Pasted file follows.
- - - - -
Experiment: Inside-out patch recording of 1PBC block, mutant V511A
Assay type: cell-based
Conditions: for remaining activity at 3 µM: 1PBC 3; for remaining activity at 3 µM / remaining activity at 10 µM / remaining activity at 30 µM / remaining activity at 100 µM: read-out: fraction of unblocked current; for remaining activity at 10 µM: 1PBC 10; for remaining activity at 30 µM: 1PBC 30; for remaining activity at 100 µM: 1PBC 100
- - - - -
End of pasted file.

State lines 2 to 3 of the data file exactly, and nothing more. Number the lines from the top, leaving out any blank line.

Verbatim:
Assay type: cell-based
Conditions: for remaining activity at 3 µM: 1PBC 3; for remaining activity at 3 µM / remaining activity at 10 µM / remaining activity at 30 µM / remaining activity at 100 µM: read-out: fraction of unblocked current; for remaining activity at 10 µM: 1PBC 10; for remaining activity at 30 µM: 1PBC 30; for remaining activity at 100 µM: 1PBC 100